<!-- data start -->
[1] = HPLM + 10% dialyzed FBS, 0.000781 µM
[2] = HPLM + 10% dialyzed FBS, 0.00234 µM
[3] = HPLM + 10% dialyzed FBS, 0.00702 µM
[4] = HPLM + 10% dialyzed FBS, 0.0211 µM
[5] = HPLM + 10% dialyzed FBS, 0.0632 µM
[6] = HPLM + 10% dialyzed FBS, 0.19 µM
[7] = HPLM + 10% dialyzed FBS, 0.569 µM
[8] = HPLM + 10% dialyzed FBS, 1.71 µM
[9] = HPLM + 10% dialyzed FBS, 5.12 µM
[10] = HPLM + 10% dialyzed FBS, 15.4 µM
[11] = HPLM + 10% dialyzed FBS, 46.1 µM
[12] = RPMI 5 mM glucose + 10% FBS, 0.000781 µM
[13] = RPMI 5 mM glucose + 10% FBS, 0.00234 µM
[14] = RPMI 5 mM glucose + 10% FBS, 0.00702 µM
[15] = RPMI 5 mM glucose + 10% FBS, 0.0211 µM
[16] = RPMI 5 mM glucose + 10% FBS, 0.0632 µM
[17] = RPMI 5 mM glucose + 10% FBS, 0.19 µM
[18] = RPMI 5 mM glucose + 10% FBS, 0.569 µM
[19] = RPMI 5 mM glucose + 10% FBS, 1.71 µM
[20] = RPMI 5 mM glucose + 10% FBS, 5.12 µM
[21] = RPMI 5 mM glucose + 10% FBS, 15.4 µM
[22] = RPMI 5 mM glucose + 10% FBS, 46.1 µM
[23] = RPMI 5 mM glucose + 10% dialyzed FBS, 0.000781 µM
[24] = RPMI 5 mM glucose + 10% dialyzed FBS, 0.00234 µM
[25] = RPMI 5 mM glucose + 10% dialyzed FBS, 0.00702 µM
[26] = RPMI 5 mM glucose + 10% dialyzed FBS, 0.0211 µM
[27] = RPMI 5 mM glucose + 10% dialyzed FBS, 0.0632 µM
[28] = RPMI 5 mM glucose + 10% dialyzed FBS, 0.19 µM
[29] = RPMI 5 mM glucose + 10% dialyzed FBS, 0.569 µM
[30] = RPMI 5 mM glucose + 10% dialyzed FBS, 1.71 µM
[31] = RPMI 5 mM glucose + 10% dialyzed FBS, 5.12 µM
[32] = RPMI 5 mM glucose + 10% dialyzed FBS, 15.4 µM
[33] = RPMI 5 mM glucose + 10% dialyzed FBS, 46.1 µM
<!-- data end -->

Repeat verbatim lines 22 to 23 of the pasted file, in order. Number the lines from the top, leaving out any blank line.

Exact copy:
[22] = RPMI 5 mM glucose + 10% FBS, 46.1 µM
[23] = RPMI 5 mM glucose + 10% dialyzed FBS, 0.000781 µM